Tracking a Lion

ON SAFARI is an ongoing feature at Get Curious where we bring the safari to you. So grab a map and your compass and let’s head to Kenya, East Africa.

Our first topic is how to track a lion, which may sound simple but in fact, takes experience, skill and know how. So we’re bringing you the short and simple version. But first, a bit about the king of beasts.

Lions are the second largest big cat species in the world (tigers are the first). Most lions in the wild are found in East and Southern Africa. We don’t want to call lions lazy, but they do love a good nap and rest for about 20 hours a day. Female lions (lionesses) are better hunters than males and do most of the hunting for a pride. The average male lion weighs about 400 pounds, with females at least 100 pounds less. The roar of a lion can be heard up to five miles away. Why the roar? For communicating with other lions, establishing presence and claiming territory –– with roars mostly taking place at night because the air is thinner and sound travels further.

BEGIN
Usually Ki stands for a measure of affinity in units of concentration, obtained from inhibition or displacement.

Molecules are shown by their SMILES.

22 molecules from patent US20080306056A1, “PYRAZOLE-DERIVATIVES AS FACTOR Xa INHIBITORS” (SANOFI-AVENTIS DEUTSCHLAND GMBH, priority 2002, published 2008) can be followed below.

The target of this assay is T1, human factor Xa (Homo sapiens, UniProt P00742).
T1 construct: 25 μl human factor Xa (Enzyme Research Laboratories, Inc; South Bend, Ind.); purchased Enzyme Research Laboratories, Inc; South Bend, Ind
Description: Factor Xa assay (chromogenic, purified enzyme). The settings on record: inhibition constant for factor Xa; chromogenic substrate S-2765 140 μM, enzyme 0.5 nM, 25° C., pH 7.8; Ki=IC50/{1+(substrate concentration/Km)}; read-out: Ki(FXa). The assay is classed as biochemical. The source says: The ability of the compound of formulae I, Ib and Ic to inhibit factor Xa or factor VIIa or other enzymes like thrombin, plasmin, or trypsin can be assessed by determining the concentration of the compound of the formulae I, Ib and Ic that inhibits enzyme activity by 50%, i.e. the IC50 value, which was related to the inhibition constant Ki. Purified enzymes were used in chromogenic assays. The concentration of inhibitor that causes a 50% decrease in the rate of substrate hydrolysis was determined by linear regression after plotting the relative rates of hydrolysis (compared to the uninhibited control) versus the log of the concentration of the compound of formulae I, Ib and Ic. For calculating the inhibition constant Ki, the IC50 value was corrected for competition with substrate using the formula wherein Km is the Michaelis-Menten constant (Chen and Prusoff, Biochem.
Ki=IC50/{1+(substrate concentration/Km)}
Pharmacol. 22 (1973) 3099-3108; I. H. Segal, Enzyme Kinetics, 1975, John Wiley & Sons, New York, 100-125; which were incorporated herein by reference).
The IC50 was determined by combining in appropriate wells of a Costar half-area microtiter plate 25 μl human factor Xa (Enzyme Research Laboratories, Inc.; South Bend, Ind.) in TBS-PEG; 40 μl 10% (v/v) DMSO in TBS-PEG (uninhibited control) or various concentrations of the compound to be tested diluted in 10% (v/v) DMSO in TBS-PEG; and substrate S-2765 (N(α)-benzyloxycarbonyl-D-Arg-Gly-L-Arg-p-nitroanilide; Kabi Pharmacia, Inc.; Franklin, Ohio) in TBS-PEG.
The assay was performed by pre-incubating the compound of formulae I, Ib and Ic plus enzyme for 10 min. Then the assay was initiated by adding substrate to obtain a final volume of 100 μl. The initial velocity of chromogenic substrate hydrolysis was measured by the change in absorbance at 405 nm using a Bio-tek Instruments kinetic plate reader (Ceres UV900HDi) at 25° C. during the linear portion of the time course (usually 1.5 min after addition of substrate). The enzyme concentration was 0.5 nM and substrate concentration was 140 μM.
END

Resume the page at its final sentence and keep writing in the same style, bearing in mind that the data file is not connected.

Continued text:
Now, on to tracking. These steps are very basic but they’ll get you moving in the right direction.

  • TRACKS. First, look for tracks that look like GIANT cat prints. A Lion has four distinct toes and a large pad below. The paw print will be about 5” across — a bit bigger for a male and a bit smaller for a female. Of course size will also depend on the cat’s age. Follow the tracks: are there more than one set? Big and small? An entire pride? Or maybe just a single male?
  • POOP. Follow the poop. Yes, poop. Fresh poop (scat) will say a lot. If it’s fresh, the lion may still be close. If it’s dry, the lion could be miles away.
  • SKY. Look up. Are any vultures circling anywhere in the sky? If so, there’s a good chance that lions will be feasting at a nearby kill.
  • ROCKS. Check out all the kopjes in the area (a kopje is a raised rocky outcrop in a fairly flat area; kopje is pronounced like copy). Lions dig kopjes because they provide excellent views over the savannah.
  • EARS. Look for dark ears sticking up out of the sea of tan grass. Or maybe a bit of a dark mane. Lions blend in with the grass and sometimes it’s just a matter of an ear or a mane that will give them away.
  • OTHER ANIMALS. Observe other animals around. If they’re nervous, there’s probably a good reason. A lion just might be lurking.

[Stay tuned for our next safari adventure: Animal Speeds and the Fastest Animal on the Savannah –– and no, it’s not the cheetah.]



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